COMMENTARY | COLUMNISTS | GEORGE HAWKINS

The cost of prevailing wage to the construction industry

When a so-called policy group stakes out a position, at the very least one would expect the position to stem from an accurate foundation. A group calling itself Smart Cities Prevail, on a website with that name, fails that simple test.

Apparently this group confines its analysis to processes used by the state and federal government to set the wages and work rules for construction paid for with tax money. At least, that is all I could find during a short review of the material posted there. The system is euphemistically called "prevailing wage" laws.

The group makes a number of claims regarding the effect of such laws and says these required wages are "…the average pay rate for a construction worker in a given geographic area." In California, that is not even close to correct.

In the Golden State, unelected regulators identify these mandated rates, almost universally, as union scale. The system is designed that way and it succeeds. Yet, unions represent less than one-fifth of the California construction industry workforce.

California law says the Department of Industrial Relations, if it attempts to determine this rate and does not find a majority of the wages and fringes to be of the same value in a labor market, it is to conclude the mandated rate is "…the single or modal rate being paid to the greater number of workers" in a labor market. Because union members are all paid the same rate in a single labor market, the results are foreordained.

From this baseless and incorrect starting point, representatives of the construction trades and those who believe unions are simply the best thing to happen ever, make some startling claims. Some of them strain credulity.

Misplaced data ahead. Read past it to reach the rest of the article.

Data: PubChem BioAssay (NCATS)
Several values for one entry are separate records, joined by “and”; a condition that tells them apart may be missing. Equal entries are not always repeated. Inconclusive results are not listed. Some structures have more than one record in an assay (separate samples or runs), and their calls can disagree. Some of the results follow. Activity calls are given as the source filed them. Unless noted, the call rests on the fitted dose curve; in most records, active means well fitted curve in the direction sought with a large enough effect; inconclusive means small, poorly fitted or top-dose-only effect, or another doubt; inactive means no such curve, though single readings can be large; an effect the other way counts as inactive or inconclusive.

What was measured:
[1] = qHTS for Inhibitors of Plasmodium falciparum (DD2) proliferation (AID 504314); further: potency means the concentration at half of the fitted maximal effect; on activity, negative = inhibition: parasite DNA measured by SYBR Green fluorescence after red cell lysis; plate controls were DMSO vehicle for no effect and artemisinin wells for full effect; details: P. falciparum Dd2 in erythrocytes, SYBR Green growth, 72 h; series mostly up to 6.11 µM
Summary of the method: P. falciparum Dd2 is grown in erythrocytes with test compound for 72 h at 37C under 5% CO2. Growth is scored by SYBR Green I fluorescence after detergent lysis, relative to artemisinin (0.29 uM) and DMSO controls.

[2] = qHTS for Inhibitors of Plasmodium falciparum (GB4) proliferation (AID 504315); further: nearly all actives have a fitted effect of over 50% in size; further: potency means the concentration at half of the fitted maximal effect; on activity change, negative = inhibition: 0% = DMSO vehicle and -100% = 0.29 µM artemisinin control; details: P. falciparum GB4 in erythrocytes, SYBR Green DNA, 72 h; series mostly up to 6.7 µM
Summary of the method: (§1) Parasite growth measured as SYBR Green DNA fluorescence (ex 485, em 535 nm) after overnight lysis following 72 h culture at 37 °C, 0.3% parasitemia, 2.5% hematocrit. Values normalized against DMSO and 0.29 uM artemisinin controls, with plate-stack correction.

For example, the president of a local union-backed "taxpayer association" says the repeal of California's current wage control law would cause the state to "immediately lose 17,500 jobs across the economy."

Immediately? Even over a longer stretch of time, it doesn't seem reasonable to conclude that this will occur.

The president of this so-called taxpayer group appears to have made this statement based on a study. We've all learned that studies can be, and often are, manipulated to obtain the results the sponsors of the studies want. Do an Internet search and you can find a vast array of evaluations, many of them done by well-educated people and their research assistants, on each side of this argument.

These reports are generally criticized based on the funding arrangements. Common sense cuts through this battle of models, upon which these studies are frequently based. If you raise the wage structure, you increase the cost of the product. Counter claims of increased productivity and better skill and training are bogus. I know there are studies saying those are some of the benefits of these laws. There are other studies which come to exactly the opposite conclusion.

Coincidentally, this most recent surge of data and illogical claims set the stage for California's single-minded bunch at the Capitol in Sacramento. The current Legislature has already made it difficult for charter cities that chose not to elect this inflated prevailing-wage system, a choice which the courts themselves have approved.

When that decision came down, the Legislature said if these locally governed cities don't voluntarily require the state wage system, they could lose state money. Now the Legislature is attempting to make certain that even some privately funded construction is subject to this arbitrary law, work that traditionally was awarded based on legitimate competition.

The primary supporters of these government imposed wage systems are construction unions. It is simple to understand why. It is a matter of following the money.

Legislators benefit from campaign contributions. Public construction with arbitrary, excessively high-wage requirements and featherbedding work rules, favor the groups that already have those wage schedules and rules in their contracts.

Non-union contractors stay away from such work when they can. More union members working means more dues and fees are collected by the union bosses, which means more campaign contributions are available to support lawmakers.

The obvious benefit is more union money to help lawmakers win elections. "You get me elected and I will get you the work." This circular quid pro quo is offensive, expensive and unfair to taxpayers.

Hawkins is retired after 35 years as a construction industry association manager. He was a broadcast reporter and news anchor in Denver. As a Navy officer, he saw action in Vietnam in the River Assault Squadrons and is the recipient of a Silver Star and Purple Heart.

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